While biking near a reservoir in Colorado I saw a pair of swallows taking turns entering this box with an abundance of bugs and exiting as soon as the other appeared. .

Grebe feeding her chicks.

Dad fishes and brings the catch to mom who will feed the hungry chicks cruising on her back.

Tree Swallow feeding its youngs.

Very hungry chicks make parents busy.

Unusual Feeding….

Who is feeding who here? This male cardinal seems to be feeding an immature blue grosbeak.

Chow Line

Double Helping

Both Mockingbird parents came in with a bite to eat, at the same time. Busy parents with 3 little mouths to feed.

A little wine from these grapes would go great with a worm mom.

After building a nest in my garden and not having her eggs hatch the mother built a second nest in my grape vines. I didn’t find it until she’d laid three eggs, which all hatched in the last two days. I’ve been growing the grape vines for 4 years and this year was going to be my “crop” year, however with the nest I can’t really get close and I certainly couldn’t spray the vines insects, etc. The crop is pretty well half destroyed by bugs / black rot, but the bird family is doing just fine.

Osprey Feeding

Dad brought dinner home again

Two Adult Cliff Swallows on Nest with Chick Inside, July 2, 2014

Although a pair of Barn Swallows was perching near this already-built porch nest earlier this spring, the pair ceased doing so during May. On June 13, 2014 we first observed adult Cliff Swallows inside the nest, guarding and adding mud to it. In retrospect, assuming a 14-day incubation period, there must have already been at least one egg in the nest on that date because on June 30 and on subsequent days we observed a chick through the nest’s entrance hole. There may have been more chicks in the nest, but they were not visible. On July 2 I took this photo from inside my apartment through a crack in my blinds and through two layers of glass. It shows the chick inside the nest with two adults on the outside, presumably about to feed the chick. During that time period, there were often more than two adults seeking entrance to the nest, but not all of them were allowed inside because an adult inside the nest’s entrance would peck some of them away. Once an adult would gain entrance to the nest, it would often seem to be feeding the chick and adding mud to the nest at the same time. We no longer observed this chick in the nest, or any adults guarding the nest, after July 8. We therefore assume that this chick fledged on July 9. A detailed chronology is available at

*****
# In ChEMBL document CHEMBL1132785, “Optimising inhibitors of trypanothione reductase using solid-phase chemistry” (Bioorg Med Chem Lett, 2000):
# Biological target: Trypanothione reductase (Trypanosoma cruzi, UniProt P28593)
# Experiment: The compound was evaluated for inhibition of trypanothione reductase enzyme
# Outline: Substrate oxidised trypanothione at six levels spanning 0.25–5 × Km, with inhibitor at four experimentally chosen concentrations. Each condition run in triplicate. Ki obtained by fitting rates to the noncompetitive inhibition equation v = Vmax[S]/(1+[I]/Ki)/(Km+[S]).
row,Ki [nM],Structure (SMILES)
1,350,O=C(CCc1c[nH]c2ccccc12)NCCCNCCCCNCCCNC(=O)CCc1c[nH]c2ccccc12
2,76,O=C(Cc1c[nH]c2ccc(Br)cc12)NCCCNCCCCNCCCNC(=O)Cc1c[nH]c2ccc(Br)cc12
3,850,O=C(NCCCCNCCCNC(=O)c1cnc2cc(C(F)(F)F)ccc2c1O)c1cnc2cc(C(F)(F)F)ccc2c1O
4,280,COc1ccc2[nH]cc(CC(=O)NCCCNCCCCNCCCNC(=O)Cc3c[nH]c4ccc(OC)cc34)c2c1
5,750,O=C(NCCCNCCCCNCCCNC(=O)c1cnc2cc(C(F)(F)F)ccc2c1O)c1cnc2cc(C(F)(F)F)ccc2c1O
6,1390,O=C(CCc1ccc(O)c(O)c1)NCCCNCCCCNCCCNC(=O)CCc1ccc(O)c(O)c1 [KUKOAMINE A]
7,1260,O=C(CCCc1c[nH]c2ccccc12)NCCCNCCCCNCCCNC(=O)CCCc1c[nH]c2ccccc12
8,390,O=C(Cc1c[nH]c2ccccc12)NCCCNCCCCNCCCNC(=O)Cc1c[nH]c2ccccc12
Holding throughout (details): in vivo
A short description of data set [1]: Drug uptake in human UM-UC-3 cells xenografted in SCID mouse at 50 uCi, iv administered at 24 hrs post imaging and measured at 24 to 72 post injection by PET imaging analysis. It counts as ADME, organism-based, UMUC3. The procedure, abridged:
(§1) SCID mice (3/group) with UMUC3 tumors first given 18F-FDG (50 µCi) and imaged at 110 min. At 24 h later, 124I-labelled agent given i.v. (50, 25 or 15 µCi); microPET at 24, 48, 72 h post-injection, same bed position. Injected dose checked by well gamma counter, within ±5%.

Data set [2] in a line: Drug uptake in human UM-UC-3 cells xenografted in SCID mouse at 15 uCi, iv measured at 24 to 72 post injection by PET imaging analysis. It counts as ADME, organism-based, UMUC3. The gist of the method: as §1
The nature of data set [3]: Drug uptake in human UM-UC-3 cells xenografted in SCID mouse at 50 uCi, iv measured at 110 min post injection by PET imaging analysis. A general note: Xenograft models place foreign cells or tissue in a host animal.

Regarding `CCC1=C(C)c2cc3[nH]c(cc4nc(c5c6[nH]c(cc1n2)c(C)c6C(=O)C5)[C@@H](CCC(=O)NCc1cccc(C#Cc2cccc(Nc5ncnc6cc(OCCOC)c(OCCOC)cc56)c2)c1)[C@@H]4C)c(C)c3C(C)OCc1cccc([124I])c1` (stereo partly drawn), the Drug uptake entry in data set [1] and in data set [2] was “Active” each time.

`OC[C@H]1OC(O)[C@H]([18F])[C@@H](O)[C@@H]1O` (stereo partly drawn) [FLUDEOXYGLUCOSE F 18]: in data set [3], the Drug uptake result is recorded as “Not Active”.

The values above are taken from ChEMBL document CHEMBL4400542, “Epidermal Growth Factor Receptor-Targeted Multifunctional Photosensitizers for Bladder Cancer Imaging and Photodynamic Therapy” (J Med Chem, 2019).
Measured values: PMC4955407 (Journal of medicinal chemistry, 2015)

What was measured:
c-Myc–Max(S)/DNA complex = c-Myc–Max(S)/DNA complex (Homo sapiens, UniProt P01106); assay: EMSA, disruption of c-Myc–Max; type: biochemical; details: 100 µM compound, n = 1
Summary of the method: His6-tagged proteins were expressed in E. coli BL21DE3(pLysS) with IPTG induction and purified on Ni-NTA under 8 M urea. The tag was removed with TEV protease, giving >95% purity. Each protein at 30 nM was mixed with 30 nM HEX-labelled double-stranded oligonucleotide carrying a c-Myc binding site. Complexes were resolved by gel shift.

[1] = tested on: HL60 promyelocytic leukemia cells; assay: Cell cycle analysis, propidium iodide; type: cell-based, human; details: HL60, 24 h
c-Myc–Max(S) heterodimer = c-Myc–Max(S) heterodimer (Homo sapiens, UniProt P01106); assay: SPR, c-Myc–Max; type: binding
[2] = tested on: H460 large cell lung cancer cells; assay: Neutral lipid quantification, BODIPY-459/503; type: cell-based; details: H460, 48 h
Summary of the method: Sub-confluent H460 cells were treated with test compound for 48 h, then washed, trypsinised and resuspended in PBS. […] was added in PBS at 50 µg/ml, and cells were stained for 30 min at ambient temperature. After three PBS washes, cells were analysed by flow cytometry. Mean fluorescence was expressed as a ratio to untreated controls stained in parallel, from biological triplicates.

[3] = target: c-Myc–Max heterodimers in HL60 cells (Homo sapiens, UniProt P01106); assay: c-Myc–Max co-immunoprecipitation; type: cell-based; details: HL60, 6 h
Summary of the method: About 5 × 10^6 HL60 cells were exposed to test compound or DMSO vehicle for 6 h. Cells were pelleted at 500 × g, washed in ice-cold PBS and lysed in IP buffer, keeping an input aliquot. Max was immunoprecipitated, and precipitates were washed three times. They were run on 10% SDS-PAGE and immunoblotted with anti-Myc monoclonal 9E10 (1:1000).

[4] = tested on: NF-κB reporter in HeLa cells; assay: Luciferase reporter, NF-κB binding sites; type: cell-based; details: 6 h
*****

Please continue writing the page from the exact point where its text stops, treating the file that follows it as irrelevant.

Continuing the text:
Hungry Chickadee

Chickadees have been making their next in this decorative birdhouse on our deck for two years. Last year two chicks left the nest, this year there were three.

My baby robin

First glimpse of the Robin nest I had been watching. She would never leave the nest when I was watching until this time.

A Kiss For Good Luck!

This baby American Tree Swallow had just fledged and landed on the wire where the male was feeding him.

Feeding The Kids

Male Eastern Bluebird bringing a stinkbug back to the nesting box for the kids.

Give it to me!

Male Tree Swallow bringing one of his babies a dragonfly. I can not believe how many dragonflies they bring back to their young. It was non-stop and they ate every one.

Ma It’s My Turn!

Rookery at Ken Thompson Park on Sarasota Bay. 3 nestlings impatient to wait their turn for a feeding. If you look close you can see another GBH peeking at what was going on through the leaves.

Hurry Mom, I’m Hungry!

I was very lucky to be able to see this wonderful display of family among birds, with the Mother Crow feeding the baby Crow.

“Dinner Time” Mother Crow feeding baby Crow.

I have been following this family of Crows since the baby was just out of the egg. I was treated to this wonderful display of this Mother Crow feeding her baby. The Mother Crow actually found a bone and was taking the meat off the bone to feed the baby. Quite the site to see.

Cornell Lab of Ornithology

Cornell Lab of Ornithology